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Home > Dogs > How to Housebreak a Puppy: 5 Vet-Reviewed Steps

How to Housebreak a Puppy: 5 Vet-Reviewed Steps

A miniature dachshund puppy that is sitting in a crate with the door open

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Dr. Amanda Charles

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Housebreaking a puppy isn’t usually too challenging, however it is time-consuming and requires patience. The key to housetraining your puppy successfully is repetition and reward. If you take small steps consistently, your puppy should be housetrained relatively quickly.

Some puppies take longer than others to get the hang of it. In particular smaller puppies have tiny digestive systems that can’t hold on for very long and so they may take longer to potty train. If you’re at work for long periods of the day, housetraining is also much more difficult.

Let’s take a look at the steps required to housebreak a puppy.

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The 5 Steps on How to Housebreak a Puppy

1. Prepare the Environment

You want to set your puppy up for success, and that means setting up an environment that makes it easier for them to potty in the proper area.

Start by setting up a designated potty area. While “outside” might work for a housetrained dog, puppies need something a bit more specific. Choose a part of your yard that you can take your dog to every time. Preferably, it should also be away from distractions.

If you don’t have regular enough access to an outdoor area, then you can train your puppy to use a puppy pad or other indoor toileting area. It can take a bit longer though when you then want them to adapt to going outdoors only.

Crate training can also help with toilet training as dogs naturally avoid making a mess in their ‘den’ where they sleep. Crates are also very useful as a safe place where your puppy is happy to be confined when they are not supervised.

Relaxed puppy dog in front of crate or dog kennel
Image Credit: sophiecat, Shutterstock

2. Establish a Routine

Next, you want to establish a routine as soon as your puppy comes home. Take your puppy to the designated potty area at least every hour or two. Always choose more often, when possible, though.

You should try and take your dog potty after waking up, eating, and drinking. Often, these activities signal your dog to use the potty, so it’s important to take advantage of these times. Always supervise your dog closely when indoors. Watch for signs that your dog needs to go to the bathroom, like sniffing and circling.

3. Use Cue Words and Treats

When your dog uses the bathroom outside, use a specific word or phrase like “go potty.” You want them to associate this word with using the bathroom, even if they don’t particularly use the bathroom on cue.

Once your puppy uses the bathroom properly, lavish them with praise and petting. Treats are absolutely encouraged, though use small ones since your dog will be using the bathroom a lot. This positive reinforcement helps your dog understand that you want them to go outside.

woman training a puppy with a clicker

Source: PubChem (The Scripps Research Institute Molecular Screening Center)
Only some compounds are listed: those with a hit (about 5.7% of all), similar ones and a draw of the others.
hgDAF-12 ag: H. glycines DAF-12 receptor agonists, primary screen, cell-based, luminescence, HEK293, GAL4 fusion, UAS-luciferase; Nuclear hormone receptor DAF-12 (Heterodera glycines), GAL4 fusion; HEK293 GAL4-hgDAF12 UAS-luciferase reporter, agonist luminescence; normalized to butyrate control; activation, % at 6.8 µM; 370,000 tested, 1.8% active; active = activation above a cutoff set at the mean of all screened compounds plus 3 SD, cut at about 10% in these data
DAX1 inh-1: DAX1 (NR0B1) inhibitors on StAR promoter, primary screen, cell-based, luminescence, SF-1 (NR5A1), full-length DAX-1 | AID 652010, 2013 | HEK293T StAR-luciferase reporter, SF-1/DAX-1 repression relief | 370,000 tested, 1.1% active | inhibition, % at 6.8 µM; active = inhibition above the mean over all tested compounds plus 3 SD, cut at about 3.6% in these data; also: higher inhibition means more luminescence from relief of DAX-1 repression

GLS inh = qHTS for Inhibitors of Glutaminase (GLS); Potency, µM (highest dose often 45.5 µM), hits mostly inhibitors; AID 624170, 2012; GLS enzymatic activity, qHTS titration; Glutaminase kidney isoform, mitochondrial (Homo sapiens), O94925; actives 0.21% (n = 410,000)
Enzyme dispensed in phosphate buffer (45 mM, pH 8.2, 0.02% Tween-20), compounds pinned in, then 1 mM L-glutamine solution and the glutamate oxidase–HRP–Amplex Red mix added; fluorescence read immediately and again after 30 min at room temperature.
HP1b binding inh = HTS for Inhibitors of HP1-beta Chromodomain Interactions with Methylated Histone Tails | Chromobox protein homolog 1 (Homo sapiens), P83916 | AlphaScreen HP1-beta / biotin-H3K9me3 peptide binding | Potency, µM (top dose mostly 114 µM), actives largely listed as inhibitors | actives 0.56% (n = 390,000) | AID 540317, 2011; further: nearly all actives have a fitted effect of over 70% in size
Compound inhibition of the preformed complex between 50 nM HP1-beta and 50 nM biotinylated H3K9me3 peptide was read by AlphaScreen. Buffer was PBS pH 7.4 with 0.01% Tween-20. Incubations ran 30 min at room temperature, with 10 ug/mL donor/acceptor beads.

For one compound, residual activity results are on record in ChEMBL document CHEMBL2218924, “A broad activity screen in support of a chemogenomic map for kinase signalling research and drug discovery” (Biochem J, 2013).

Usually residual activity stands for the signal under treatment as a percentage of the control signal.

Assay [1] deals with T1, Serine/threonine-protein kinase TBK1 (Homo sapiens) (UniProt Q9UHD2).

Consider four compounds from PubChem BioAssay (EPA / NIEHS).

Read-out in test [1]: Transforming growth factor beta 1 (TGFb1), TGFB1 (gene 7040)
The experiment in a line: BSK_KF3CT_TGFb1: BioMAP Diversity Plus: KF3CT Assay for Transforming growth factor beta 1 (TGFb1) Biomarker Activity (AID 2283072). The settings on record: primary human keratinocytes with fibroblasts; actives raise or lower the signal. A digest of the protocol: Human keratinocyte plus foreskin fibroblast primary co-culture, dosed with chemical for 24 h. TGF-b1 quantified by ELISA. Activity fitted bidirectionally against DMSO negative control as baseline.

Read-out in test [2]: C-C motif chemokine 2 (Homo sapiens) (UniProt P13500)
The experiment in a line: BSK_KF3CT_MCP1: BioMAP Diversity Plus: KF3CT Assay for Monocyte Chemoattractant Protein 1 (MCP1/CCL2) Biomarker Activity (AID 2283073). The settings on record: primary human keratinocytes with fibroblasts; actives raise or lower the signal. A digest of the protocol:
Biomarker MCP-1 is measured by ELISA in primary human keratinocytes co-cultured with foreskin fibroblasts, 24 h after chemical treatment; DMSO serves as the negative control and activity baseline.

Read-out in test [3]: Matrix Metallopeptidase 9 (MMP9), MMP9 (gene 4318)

Image Credit: Melounix, Shutterstock

4. Clean Accidents Thoroughly

Even if you do everything perfectly, your dog will have some accidents. It’s important to clean these thoroughly with an enzymatic cleaner. Otherwise, your puppy may be attracted back to the spot even if you don’t smell anything.

Punishment is ineffective, and it may damage your dog’s budding confidence and their bond with you. When punished, your puppy only learns not to use the bathroom in that spot. Unless you want your dog to use the bathroom on every square inch of your house, it’s better to focus on rewarding them when they use the correct spot.

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5. Seek Professional Help

It’s important to be patient with your puppy. Setbacks are very normal, especially right after a change in routine. It’s important to be as consistent as possible and not let your routine slide. You may find that housetraining your dog is more about your own discipline than your puppy’s.

However, if you are being consistent and your puppy hasn’t shown any signs of improving, it’s time to seek professional help. Sometimes, small bumps in your routine or training method may be hard for certain dogs to overcome. Plus, some dogs are also harder to train than others.

If your dog was previously housetrained and starts having accidents again, make a vet appointment. Improper urination can be a sign of health issues, ranging from urinary tract infections to anxiety. We highly recommend getting your dog seen by a vet before assuming they’ve just forgotten everything they’ve learned.

vet holding a puppy
Image Credit Friends Stock, Shutterstock


Final Thoughts

Housetraining a puppy is mostly about time and consistency. If you consistently take your dog outside at regular intervals and reward them, they should make steady progress toward housetraining.

Of course, accidents will happen. When they do, consider what went wrong. Were you not supervising properly? Or have you not taken your dog out often enough?

Don’t use punishment, as this only teaches your dog what not to do.

Featured Image Credit: Jaclyn Vernace, Shutterstock

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